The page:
Pulling pranks on each other was part of dorm life. I remember putting shaving cream under friends’ doorknobs in a way that they wouldn’t see it before they tried opening the door. We short-sheeted beds and removed mattresses. I had this photo in my scrapbook. The handwriting looks like mine, so I must have been the instigator of this prank.

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As I look at the above photo, I realize many of you reading this post have been raised with menstrual pads that are sticky on the bottom and attach to underwear in that way. In those days, we used sanitary belts to hold the pad in place. I found a photo of one from 1933. I think the belts were thinner in the 60’s but they weren’t that different!

Photo Credit: Wikimedia

We weren’t the only ones in school who were pulling pranks. There was an article from the school newspaper in my scrapbook. After a basketball game, a group of students removed all of the seat cushions from the seats in the chapel. I wasn’t part of that group but I must have been impressed with their work since I kept the article.

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New freshmen had an 8:00 o’clock curfew on school nights for a period of time and then it switched to 10:00 p.m. I suspect that this photo is of one of my dorm mates coming in or going out after-hours!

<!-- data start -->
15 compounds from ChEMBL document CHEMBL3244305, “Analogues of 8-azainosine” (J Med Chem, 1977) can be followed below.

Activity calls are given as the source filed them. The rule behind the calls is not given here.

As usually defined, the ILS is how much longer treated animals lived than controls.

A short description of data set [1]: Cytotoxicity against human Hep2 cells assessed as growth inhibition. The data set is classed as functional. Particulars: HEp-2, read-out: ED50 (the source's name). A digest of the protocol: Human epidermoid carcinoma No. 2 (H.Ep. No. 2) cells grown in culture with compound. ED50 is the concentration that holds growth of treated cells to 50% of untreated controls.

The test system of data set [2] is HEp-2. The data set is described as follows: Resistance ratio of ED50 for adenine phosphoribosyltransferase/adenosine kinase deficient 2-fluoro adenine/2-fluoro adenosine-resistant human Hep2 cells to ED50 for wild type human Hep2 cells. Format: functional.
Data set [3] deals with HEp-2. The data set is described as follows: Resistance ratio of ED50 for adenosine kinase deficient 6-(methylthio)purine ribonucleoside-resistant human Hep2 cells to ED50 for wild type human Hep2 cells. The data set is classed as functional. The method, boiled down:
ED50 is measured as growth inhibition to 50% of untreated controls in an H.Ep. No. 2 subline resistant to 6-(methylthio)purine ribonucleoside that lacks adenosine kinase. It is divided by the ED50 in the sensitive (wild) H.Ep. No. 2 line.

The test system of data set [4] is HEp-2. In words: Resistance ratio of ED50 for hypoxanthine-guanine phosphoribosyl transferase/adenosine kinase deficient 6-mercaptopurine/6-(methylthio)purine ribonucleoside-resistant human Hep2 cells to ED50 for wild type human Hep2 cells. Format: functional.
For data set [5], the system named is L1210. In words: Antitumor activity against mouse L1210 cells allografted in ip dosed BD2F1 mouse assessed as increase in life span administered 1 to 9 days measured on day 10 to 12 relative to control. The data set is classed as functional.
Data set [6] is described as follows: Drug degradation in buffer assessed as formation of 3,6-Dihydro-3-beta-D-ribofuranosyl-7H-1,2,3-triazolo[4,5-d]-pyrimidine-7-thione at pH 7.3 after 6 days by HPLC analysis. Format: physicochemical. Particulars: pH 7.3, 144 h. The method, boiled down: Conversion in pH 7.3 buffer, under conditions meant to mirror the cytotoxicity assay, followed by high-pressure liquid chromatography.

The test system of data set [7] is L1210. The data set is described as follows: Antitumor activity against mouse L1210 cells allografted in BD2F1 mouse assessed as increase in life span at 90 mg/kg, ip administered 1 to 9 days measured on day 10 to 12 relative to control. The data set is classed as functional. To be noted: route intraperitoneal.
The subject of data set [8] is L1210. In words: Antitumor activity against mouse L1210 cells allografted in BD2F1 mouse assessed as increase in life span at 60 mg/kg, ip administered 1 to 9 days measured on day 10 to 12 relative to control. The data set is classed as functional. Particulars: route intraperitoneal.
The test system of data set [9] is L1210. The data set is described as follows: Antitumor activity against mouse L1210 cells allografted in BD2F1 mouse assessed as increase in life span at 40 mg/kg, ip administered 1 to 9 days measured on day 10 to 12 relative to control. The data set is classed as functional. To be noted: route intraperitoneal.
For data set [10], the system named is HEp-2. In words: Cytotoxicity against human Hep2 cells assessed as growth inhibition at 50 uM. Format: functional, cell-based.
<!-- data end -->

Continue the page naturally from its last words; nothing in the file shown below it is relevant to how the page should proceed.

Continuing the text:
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Since I lived so far away, I did not go home for Christmas holidays. That first holiday, a friend that lived on Whidbey Island invited me to spend the holidays with her family. In the scrapbook, there was letter that her mother wrote my mother after that experience. While it is a very nice letter, I rolled my eyes when I read it. I think it is a good reflection of the way women thought back then. [Note: I chose to use initials rather than my hosts full names when copying the letter. Also, know that my name was Carol in those days.]

Dear Mrs. Smith,

First of all I’d like to thank you for the lovely candied fruit tray you sent us for Christmas. It was very thoughtful of all. We did enjoy and appreciate it.

Now I know you would like to know our viewpoint of your daughter Carol’s stay with us. You can rest assured she shows a very good up-bringing. She made herself right at home and it seemed to all of us that she belonged with us. M. had said she was easy to have around and we found that true. She even liked to sit and talk to me like the other kids. I found myself forgetting she was a guest and treating her like any member of the family.

She seemed particularly taken with our little baby. Her mother instincts are very strong. She is welcome here anytime.Than you for letting her come to spend this time with us.